CDMOs (contract development and manufacturing organizations) are facing challenges due to the increasing number of companies preparing to scale up their cell and gene therapy manufacturing for Phase III trials and commercialization. While physical capacity has been blamed, the real issue lies in the lack of experience.
Manufacturing novel products requires process innovation, but advanced therapies pose unprecedented challenges compared to the early days of monoclonal antibodies in the biopharmaceutical industry. Despite rapid growth, standardization remains distant. SMEs must partner with CDMOs to quickly scale by utilizing manufacturing capabilities and knowledge.
Despite new manufacturing players and investments in capital expansions, SMEs are unhappy with their CDMOs due to the lack of experienced personnel. The high demand has led even industry leaders to depend on inexperienced staff, causing issues. Training new staff for cell and gene therapy manufacturing takes a significant amount of time, and high turnover worsens the situation, particularly in biotech hubs where job switching is common. Insufficient training results in avoidable errors and basic mistakes.
Inexperience is not only a concern on the clean room floor but also in the guidance provided by CDMOs to developers. New companies in the field rely on their CDMO partners for guidance, but a common issue is that inexperienced SMEs underestimate the time needed for scaling up, leading to overwhelming situations. Moving too quickly without proper preparation is detrimental, making experienced CDMOs valuable in setting the right pace and ensuring thorough process development prior to clinical trial scaling.
Since the industry is relatively young, SMEs seek partners with specific expertise in areas such as preferred vectors or cell types. While the developer may contribute certain assays or novel aspects of the manufacturing process, they acknowledge that they don’t have all the necessary pieces. Thus, they aim for a balanced approach between outsourcing and insourcing manufacturing. However, recent industry turbulence has led to smaller specialized companies being acquired by larger ones, which can result in clients being deprioritized.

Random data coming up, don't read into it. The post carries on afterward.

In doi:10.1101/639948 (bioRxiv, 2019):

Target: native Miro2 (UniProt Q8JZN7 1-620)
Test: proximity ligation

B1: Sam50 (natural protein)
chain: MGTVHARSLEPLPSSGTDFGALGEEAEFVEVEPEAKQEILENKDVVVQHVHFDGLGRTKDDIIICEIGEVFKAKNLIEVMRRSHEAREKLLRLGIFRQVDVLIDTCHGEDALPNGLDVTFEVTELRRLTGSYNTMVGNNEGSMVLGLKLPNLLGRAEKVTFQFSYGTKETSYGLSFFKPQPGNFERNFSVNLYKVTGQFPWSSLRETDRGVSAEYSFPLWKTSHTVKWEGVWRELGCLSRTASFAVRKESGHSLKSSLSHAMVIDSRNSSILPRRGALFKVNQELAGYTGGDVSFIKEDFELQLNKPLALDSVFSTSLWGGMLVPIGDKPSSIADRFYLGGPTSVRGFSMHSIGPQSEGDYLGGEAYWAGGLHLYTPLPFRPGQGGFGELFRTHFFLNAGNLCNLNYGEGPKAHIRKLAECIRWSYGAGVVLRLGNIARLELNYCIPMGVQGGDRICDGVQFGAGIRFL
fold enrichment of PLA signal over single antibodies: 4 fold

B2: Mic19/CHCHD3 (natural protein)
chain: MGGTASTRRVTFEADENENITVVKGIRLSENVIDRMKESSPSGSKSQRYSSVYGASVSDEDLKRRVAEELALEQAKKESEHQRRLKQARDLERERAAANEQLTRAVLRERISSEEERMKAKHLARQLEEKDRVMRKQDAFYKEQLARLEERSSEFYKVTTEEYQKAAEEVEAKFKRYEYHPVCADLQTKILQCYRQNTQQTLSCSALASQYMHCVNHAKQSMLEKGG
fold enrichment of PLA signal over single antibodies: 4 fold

The right partner is crucial for successfully delivering new medicines to patients, while the wrong partner can cause numerous problems. CDMOs’ reputations precede them in the insular industry. A single mistake can be disastrous for small companies, while larger ones may have better safeguards. Successful CDMOs prioritize maintaining relationships by promptly addressing issues openly.
SMEs often struggle to receive the same level of attention from service providers as larger players do. Therefore, it is crucial to collaborate with a CDMO that values its business. A CDMO’s commitment to a product is evident through early engagement in developing a chemistry, manufacturing, and controls (CMC) strategy and a strong emphasis on process development. These capabilities are essential, but many CDMOs merely pay lip service to development while focusing on profitable pivotal clinical trial manufacturing. Companies going through the CMC process for the first time without an established path forward can face challenges.
Conversely, an experienced CDMO demonstrates their understanding and execution of the pathway forward. Developers can assess this by the questions asked and the CDMO’s comprehensive experience across the entire manufacturing process. A strong multidisciplinary team ensures adherence to regulatory quality standards without mistakes. Half the capabilities are not enough for a successful partnership.
Considering a CDMO’s location is important when evaluating its staff. Busy hubs often experience intense competition for talent, resulting in overpromotion and title inflation in rapidly growing sectors like advanced therapies. However, CDMOs located near reputable universities and with access to public apprenticeship programs indicate a stable talent pool. Given the scarcity of talent, it is worth considering a partner’s company culture. In cell therapy manufacturing, strong teams are composed of experienced leaders and implement effective recruitment and mentorship programs to cultivate emerging talent.
Part of industry growth comes from SMEs choosing to build or buy their own manufacturing capabilities due to a lack of trust in partnerships. However, this solution harms the entire industry. CDMOs need to improve their expertise and transparently describe their capabilities. SMEs should evaluate potential CDMO partners based on reputation, experience, and understanding of their needs. It’s important to find a CDMO with the right culture for success.